Indie Companies: STX Studio Sold

The indie studio will keep Robert Simonds as chairman, with Noah Fogelson taking on the CEO role.

STX Entertainment, the Robert Simonds-founded film and TV studio that once hoped to compete with Hollywood majors by focusing on mid-budget, talent-driven projects, has found another buyer in an investor consortium led by Najafi Companies.

Investment firms AS Birch Grove LP and 777 Partners joined in financing the deal, which was unveiled Friday.

STX’s leadership team is staying in place as Simonds will serve chairman, Noah Fogelson is taking on the CEO role and Adam Fogelson will keep leading the motion picture group. “The closing of this deal signifies STX’s position of leadership and its hopeful future within the film and television industry,” stated Simonds. “We are excited to work alongside this highly respected investment company and are thankful for their continued support as we expand our library of star-driven content.”

The Phoenix-based Najafi-led group picked up STX assets after bidding $173 million for the company in December, although after the agreement was announced Lionsgate was also said to be exploring an offer for STX in a deal that didn’t materialize.

“At a time when the demand for global content has never been greater, we are very excited about this rare opportunity to acquire STX Entertainment, one of the only remaining independent studios. As investors, we are long-term minded, and we believe in the power of storytelling and fostering a studio that is friendly to storytellers,” said Jahm Najafi, founder and CEO of The Najafi Companies.

Additional leadership unveiled Friday includes Andrew Warren continuing as CFO and London-based John Friedberg as leader of the film international and acquisitions divisions.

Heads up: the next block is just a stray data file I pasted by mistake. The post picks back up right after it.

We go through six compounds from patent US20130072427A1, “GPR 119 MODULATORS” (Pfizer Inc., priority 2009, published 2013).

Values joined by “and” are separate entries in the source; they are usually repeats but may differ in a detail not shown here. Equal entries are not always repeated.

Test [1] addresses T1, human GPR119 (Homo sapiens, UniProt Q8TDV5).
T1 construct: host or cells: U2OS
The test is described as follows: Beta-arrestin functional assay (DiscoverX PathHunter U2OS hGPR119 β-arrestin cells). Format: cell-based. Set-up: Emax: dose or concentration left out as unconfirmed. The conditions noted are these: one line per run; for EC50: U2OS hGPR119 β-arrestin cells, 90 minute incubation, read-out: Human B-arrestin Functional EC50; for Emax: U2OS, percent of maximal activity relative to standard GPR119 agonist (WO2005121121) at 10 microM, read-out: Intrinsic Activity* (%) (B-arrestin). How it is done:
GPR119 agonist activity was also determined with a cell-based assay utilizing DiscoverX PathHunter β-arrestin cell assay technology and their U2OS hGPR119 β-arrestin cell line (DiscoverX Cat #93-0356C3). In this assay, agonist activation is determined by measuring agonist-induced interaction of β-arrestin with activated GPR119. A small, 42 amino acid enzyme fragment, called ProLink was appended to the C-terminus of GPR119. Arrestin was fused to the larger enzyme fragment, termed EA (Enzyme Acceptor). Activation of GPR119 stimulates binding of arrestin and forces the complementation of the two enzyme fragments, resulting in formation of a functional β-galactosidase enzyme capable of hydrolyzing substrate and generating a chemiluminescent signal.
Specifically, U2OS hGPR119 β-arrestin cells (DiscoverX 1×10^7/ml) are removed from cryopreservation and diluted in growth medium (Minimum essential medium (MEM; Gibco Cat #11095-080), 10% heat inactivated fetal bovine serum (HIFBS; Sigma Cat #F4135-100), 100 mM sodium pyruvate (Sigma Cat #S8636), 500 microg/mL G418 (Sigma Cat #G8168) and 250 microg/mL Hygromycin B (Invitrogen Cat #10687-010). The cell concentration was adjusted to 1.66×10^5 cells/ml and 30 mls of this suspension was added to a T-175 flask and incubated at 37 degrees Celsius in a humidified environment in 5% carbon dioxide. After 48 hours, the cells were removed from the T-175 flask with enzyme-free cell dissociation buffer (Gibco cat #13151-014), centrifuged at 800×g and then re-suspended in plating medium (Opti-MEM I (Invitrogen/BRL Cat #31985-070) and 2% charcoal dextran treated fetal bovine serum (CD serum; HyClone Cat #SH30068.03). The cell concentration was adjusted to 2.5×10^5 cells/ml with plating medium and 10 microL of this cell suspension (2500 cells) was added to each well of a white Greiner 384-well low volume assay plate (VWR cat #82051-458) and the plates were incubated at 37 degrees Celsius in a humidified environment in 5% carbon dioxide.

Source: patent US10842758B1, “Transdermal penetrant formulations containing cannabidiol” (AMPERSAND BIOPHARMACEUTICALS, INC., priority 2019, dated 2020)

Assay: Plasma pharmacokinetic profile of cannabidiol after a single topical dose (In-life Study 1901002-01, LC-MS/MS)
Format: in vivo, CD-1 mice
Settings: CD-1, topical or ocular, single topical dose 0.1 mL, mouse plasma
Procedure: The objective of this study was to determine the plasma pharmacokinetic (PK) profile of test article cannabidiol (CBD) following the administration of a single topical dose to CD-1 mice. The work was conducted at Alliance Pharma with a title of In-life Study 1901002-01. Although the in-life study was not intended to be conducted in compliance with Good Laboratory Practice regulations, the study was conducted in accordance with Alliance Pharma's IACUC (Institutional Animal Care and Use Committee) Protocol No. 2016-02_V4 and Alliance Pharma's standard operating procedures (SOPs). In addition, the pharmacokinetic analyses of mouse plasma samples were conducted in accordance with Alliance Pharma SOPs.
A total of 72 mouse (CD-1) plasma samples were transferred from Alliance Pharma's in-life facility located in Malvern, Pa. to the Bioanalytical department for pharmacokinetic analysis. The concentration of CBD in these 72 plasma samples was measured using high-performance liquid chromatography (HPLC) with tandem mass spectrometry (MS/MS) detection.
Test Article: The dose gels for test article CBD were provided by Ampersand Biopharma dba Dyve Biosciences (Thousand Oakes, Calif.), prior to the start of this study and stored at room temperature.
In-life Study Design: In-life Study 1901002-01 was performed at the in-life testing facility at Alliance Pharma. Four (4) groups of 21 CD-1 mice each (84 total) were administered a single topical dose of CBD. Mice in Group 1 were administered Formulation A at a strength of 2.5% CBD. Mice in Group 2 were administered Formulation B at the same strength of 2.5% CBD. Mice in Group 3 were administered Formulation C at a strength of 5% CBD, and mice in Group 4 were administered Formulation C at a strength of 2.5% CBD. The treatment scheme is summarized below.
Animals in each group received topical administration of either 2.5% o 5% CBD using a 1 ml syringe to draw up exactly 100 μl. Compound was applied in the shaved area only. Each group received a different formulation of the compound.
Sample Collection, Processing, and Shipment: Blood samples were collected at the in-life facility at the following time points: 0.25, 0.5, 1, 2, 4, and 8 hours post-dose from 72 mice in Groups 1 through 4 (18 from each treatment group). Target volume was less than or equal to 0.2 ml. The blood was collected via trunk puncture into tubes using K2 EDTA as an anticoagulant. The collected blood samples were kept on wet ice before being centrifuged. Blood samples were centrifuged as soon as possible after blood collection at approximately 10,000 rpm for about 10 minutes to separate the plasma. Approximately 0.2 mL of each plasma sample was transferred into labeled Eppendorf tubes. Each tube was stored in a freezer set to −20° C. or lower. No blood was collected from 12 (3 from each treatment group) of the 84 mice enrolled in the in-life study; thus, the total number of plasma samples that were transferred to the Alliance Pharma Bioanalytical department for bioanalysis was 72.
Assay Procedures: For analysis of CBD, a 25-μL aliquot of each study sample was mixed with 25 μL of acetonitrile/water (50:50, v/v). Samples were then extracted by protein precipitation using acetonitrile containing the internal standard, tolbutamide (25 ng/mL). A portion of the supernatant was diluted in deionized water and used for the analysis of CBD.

The sale marks the latest chapter in a tumultuous few years for the banner. STX, founded in Burbank in 2014, launched its theatrical slate with The Free State of Jones (which grossed $25 million globally), The Secret in Their Eyes ($34 million), The Gift ($58 million) and nabbed a Showtime output agreement that ran through 2019.

In kicking off its slate in January 2015, Adam Fogelson, formerly of Universal, described the company as “the first major studio to launch in two decades.” In the months after, the firm — which had initial backers that included private equity firm TPG Growth and China-based Hony Capital — closed a multiyear financing deal with China production company Huayi Brothers, built out its executive team and revealed plans to release 12 to 15 films a year and spend $350 million to $400 million annually in media buying to promote its slate. In 2017, STX reeled in investment from media mogul John Malone’s Liberty Global.

STX launched a family division, a London-based international division led by David Kosse and an unscripted television unit from Jason Goldberg (which went on to produce Nat Geo’s Valley of the Boom) and also branched out into virtual reality projects (like Robert Rodriguez’s The Limit). The firm scored a hit with ensemble comedy Bad Moms ($183 million) in summer 2016 and then quickly greenlit a sequel, 2017’s A Bad Moms Christmas ($130 million). The studio teamed with Jennifer Lopez on 2018’s Second Act ($72 million) and then on Hustlers ($157 million) a year later. It also backed Chadwick Boseman actioner 21 Bridges ($49 million) and Guy Ritchie’s The Gentlemen ($115 million) in 2019.

STX also acquired rights to the UglyDolls brand in 2015, with the company envisioning that a feature film would help build a franchise that could extend to television and gaming, enlisting Hasbro and Hulu as partners. The resulting animated feature, with an ensemble voice star cast, went on to gross only $32 million in 2019.

By April 2020, STX had released 34 films during its run as an indie studio. The company, which had hoped to raise funds by listing on the Hong Kong Stock Exchange, pulled those plans in 2018 amid unfavorable trading conditions. Instead, STX agreed to a stock-for-stock merger with India-based movie major Eros International, with the hope that the companies could combine to become a streaming powerhouse with Eros Now’s 26.2 million paid subscribers as a foundation. That bet didn’t pay off.

STX appeared to nab premium video-on-demand success with actioner Greenland in 2020, which also grossed $52 million overseas despite movie theater closures during the pandemic. In August 2021, STX began publicly shopping its film library in order to pay off $150 million-plus in debt.

“In a relatively short amount of time, STX has helped create and distribute over 70 movies, many with stars and filmmakers who have made multiple projects with us,” stated Noah Fogelson on Friday, adding of the deal close: “We’re thrilled that an investor as savvy as Jahm [Najafi] and The Najafi Companies see the value of the platform today, and also what’s possible tomorrow.”